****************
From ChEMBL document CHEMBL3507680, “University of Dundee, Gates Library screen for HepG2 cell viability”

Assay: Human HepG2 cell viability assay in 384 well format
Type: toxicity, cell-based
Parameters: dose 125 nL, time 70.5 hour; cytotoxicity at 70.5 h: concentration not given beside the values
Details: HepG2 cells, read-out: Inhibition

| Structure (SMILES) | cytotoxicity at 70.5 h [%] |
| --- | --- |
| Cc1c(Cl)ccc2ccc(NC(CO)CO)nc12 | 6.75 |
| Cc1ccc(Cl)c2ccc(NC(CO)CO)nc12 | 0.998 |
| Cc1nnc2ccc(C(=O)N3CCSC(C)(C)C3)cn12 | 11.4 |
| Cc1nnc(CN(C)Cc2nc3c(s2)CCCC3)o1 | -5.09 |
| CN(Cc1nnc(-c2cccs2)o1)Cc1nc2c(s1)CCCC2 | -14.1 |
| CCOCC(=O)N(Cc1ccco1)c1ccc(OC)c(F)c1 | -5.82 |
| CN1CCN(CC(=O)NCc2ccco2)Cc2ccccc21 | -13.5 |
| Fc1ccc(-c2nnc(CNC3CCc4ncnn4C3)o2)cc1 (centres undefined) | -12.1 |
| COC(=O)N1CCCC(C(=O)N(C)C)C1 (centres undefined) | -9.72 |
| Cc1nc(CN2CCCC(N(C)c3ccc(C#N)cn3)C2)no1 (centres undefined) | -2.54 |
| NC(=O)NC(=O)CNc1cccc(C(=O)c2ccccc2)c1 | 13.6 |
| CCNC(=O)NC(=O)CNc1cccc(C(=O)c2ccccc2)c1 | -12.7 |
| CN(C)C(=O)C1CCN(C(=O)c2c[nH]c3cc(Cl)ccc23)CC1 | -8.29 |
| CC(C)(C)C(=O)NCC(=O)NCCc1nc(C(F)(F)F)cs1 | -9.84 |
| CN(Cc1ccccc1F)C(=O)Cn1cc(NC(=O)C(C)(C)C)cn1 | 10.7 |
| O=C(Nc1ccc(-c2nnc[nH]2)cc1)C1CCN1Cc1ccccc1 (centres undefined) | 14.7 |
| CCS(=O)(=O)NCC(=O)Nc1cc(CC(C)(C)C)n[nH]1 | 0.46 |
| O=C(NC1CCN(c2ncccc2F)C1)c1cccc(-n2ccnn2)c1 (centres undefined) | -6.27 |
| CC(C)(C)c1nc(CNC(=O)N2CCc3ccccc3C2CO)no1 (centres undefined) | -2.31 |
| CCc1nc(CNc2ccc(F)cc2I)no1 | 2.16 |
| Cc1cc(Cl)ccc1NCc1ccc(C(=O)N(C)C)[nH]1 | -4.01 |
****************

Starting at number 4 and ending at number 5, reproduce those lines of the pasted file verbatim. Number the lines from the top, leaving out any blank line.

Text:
Parameters: dose 125 nL, time 70.5 hour; cytotoxicity at 70.5 h: concentration not given beside the values
Details: HepG2 cells, read-out: Inhibition